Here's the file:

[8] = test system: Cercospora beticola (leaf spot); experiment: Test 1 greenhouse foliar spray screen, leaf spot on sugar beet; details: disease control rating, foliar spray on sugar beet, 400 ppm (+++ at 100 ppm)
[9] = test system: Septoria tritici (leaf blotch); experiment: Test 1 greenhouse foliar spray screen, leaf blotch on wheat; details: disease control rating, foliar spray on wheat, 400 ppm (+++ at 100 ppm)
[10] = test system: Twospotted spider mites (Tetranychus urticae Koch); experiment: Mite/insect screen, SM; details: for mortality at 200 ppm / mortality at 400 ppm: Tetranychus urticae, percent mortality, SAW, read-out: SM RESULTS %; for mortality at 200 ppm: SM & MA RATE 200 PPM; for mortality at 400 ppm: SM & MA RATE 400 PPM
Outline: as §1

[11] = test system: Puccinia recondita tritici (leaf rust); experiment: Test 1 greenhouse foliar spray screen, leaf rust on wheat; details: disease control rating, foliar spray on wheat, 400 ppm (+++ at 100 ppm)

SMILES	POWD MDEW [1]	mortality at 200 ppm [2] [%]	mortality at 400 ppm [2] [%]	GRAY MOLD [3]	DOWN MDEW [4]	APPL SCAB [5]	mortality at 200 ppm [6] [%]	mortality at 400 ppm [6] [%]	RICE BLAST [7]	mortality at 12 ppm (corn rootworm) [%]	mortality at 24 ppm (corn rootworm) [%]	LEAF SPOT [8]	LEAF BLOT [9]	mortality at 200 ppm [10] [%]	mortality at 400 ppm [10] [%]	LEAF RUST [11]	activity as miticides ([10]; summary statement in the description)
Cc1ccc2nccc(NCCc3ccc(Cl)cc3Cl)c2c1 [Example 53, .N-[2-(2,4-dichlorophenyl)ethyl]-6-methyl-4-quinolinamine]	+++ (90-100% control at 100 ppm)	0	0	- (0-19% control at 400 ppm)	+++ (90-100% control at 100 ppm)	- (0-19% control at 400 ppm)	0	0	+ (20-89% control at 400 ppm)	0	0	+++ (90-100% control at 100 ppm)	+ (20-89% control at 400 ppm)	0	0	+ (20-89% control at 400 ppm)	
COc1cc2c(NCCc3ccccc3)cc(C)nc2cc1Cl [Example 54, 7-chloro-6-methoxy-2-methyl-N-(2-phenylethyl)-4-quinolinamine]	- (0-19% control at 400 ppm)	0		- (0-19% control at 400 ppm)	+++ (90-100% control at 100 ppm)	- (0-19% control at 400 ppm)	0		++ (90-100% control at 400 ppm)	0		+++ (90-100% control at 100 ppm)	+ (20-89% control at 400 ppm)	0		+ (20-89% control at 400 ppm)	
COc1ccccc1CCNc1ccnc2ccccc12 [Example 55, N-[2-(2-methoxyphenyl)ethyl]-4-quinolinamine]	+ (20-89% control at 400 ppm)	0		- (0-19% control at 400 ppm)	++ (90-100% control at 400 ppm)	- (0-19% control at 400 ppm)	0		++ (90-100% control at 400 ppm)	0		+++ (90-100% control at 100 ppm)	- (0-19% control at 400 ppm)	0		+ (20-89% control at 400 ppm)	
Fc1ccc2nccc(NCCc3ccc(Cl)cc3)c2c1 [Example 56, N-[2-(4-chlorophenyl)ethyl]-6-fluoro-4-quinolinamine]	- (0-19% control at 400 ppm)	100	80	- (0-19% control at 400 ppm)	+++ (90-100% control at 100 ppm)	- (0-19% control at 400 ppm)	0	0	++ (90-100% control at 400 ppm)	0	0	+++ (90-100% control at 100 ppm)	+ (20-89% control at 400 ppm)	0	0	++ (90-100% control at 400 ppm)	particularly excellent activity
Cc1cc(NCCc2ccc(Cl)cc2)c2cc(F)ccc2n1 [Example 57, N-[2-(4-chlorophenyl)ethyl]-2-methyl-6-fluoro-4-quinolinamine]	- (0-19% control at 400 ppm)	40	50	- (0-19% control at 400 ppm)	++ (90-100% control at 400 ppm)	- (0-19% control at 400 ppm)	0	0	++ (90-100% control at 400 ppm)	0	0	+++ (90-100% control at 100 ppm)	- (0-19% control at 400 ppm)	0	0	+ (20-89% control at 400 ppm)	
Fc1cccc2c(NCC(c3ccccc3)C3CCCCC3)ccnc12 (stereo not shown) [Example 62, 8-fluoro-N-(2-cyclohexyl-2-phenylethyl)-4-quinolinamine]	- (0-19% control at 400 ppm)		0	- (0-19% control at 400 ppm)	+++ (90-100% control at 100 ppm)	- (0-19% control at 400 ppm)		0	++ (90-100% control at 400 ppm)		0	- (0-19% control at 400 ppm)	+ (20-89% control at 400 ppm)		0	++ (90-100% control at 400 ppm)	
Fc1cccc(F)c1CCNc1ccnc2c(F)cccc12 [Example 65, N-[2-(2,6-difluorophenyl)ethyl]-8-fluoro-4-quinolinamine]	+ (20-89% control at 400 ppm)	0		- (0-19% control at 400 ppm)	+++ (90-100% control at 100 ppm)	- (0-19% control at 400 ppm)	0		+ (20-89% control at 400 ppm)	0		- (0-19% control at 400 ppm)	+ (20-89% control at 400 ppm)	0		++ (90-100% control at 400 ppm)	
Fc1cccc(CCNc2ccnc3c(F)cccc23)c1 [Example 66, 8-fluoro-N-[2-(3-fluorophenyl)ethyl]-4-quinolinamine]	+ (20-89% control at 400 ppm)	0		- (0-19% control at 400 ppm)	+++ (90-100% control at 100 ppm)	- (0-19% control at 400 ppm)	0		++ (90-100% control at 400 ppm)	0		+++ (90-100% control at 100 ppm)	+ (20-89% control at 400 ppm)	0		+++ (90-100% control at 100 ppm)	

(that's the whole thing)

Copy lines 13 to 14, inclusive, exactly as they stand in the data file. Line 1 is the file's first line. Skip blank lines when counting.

Fc1cccc(F)c1CCNc1ccnc2c(F)cccc12 [Example 65, N-[2-(2,6-difluorophenyl)ethyl]-8-fluoro-4-quinolinamine]	+ (20-89% control at 400 ppm)	0		- (0-19% control at 400 ppm)	+++ (90-100% control at 100 ppm)	- (0-19% control at 400 ppm)	0		+ (20-89% control at 400 ppm)	0		- (0-19% control at 400 ppm)	+ (20-89% control at 400 ppm)	0		++ (90-100% control at 400 ppm)	
Fc1cccc(CCNc2ccnc3c(F)cccc23)c1 [Example 66, 8-fluoro-N-[2-(3-fluorophenyl)ethyl]-4-quinolinamine]	+ (20-89% control at 400 ppm)	0		- (0-19% control at 400 ppm)	+++ (90-100% control at 100 ppm)	- (0-19% control at 400 ppm)	0		++ (90-100% control at 400 ppm)	0		+++ (90-100% control at 100 ppm)	+ (20-89% control at 400 ppm)	0		+++ (90-100% control at 100 ppm)	